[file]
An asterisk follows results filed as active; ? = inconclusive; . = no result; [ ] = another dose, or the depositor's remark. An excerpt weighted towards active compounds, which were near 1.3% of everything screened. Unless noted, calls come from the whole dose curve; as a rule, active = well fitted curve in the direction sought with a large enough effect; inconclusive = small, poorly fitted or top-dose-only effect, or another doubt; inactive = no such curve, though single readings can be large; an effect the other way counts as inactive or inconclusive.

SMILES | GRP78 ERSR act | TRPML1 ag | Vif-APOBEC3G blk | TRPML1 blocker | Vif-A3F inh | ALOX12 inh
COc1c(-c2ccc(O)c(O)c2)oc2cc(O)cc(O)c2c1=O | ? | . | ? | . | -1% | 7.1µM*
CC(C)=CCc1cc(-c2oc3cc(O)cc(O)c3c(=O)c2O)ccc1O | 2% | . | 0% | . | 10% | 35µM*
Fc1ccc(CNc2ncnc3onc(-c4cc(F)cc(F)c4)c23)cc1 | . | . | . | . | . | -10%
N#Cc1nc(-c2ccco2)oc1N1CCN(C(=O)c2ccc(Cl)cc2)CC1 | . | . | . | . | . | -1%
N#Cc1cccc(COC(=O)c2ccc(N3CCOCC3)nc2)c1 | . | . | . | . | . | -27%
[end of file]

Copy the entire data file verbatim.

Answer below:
An asterisk follows results filed as active; ? = inconclusive; . = no result; [ ] = another dose, or the depositor's remark. An excerpt weighted towards active compounds, which were near 1.3% of everything screened. Unless noted, calls come from the whole dose curve; as a rule, active = well fitted curve in the direction sought with a large enough effect; inconclusive = small, poorly fitted or top-dose-only effect, or another doubt; inactive = no such curve, though single readings can be large; an effect the other way counts as inactive or inconclusive.

SMILES | GRP78 ERSR act | TRPML1 ag | Vif-APOBEC3G blk | TRPML1 blocker | Vif-A3F inh | ALOX12 inh
COc1c(-c2ccc(O)c(O)c2)oc2cc(O)cc(O)c2c1=O | ? | . | ? | . | -1% | 7.1µM*
CC(C)=CCc1cc(-c2oc3cc(O)cc(O)c3c(=O)c2O)ccc1O | 2% | . | 0% | . | 10% | 35µM*
Fc1ccc(CNc2ncnc3onc(-c4cc(F)cc(F)c4)c23)cc1 | . | . | . | . | . | -10%
N#Cc1nc(-c2ccco2)oc1N1CCN(C(=O)c2ccc(Cl)cc2)CC1 | . | . | . | . | . | -1%
N#Cc1cccc(COC(=O)c2ccc(N3CCOCC3)nc2)c1 | . | . | . | . | . | -27%